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How to create an object and use it in multiple classes  RSS feed

 
Ross Gerard
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Hi, my code is working fine but I know there are problems with it.
When I create st from the example I should only have to create it once but yet I have created it twice to get my code to work. Can anyone kindly help teach me the next step in my java practice?

Example:
student st = new student("Ross","Gerard",32);




















import java.awt.*;
import javax.swing.*;
public class CenterPanel extends JPanel
{









 
L Foster
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@Ross,
Welcome to Java, in case you have not been told that recently.

What you have there is a classic problem. As you have said, you should not have to create the object more than once. But, in order to avoid that, you must share the one you have constructed, between the different panels. If you do not, you not only have to keep repeating yourself (always to be avoided. See DRY), but you can also risk the states of the objects getting out of synch. That is especially important for GUI projects that will tend toward Model View Controller design pattern. Here, your student object is "the model". If you were to change that model object without sharing, from CenterPanel, the other panels would miss that change.

So, how do you share? In this case, you can make the Student object (BTW, the convention in Java, is to capitalize/mixed case, class names, and use camel case for objects) from ControlPanel, and then pass it into the constructors of the other two panels. They just need to have parameters declared in their constructors, and then to have "st" passed in, instead of just empty parentheses.

When I say this is a "classic problem", I mean that the way in which object states are obtained from wherever, can spawn whole architectural frameworks, spark lively discussions, and make people fortunes. But for now, know that you can pass the object reference in via the constructor, or you can make a "setter" in your code. Here's an example.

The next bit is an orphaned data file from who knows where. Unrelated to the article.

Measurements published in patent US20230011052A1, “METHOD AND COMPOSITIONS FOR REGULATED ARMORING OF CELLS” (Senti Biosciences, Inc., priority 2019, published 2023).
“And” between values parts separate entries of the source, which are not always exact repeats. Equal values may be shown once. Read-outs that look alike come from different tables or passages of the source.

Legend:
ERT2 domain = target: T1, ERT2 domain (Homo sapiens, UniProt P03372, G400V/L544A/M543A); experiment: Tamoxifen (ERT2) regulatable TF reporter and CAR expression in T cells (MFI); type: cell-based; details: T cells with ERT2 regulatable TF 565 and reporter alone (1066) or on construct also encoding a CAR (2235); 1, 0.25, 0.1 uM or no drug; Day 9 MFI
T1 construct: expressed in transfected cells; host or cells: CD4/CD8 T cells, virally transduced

Have fun, and I hope this helps.
 
L Foster
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I want to spell out the remarks I made about variable naming. Java uses a convention of mixed case, and no underscores, and capitalizing the first letter, when defining classes.

For example:


But, Java's convention uses mixed case with no underscores, but first letter lower case, when defining objects (or instances of classes).

Another example:


Note that the instance has "m" in lower case. That's called "camel case", because the humps are in the middle.

You may also define "constants" in Java, and their convention is very different. Here is an example of that:



Here, everything is in upper case, except that words are separated using underscores.

Luckily, modern IDEs use color, etc., to delineate all these types of things. But the differences can be subtle. It could almost be argued we don't need these conventions. But I think we still do.
 
Ross Gerard
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Thanks, happy to be here! I always enjoy learning I appreciate your kindness in sharing.
 
Ross Gerard
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I change the code here as suggested but now I have a different problem with a different object. CenterPanel centerP = new CenterPanel();
TopPanel topP = new TopPanel(); These two will give me problems if I try what you suggested.


 
Knute Snortum
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You should use st as an argument in creating your objects:
 
L Foster
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@Ross,
I can only guess this is because you did not pass in the "st" parameter. When you modify the constructor so it takes a parameter, and then do not pass in a parameter, it will fail. Using the setter is one way, and passing into the constructor is another way. If I led you to believe that you had to pass the value in both ways, then I was not clear enough.

Either way, if you change the constructor, you have to call it the new way.



But if you use the setter, it would be more like this:


I hope that clears it up. Since I did not see your whole code this time, I am only guessing this is what was wrong.
 
Ross Gerard
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Thanks everyone for your help. Have a good day on the ranch and if you have any good coffee recipes let me know
 
Don't get me started about those stupid light bulbs.
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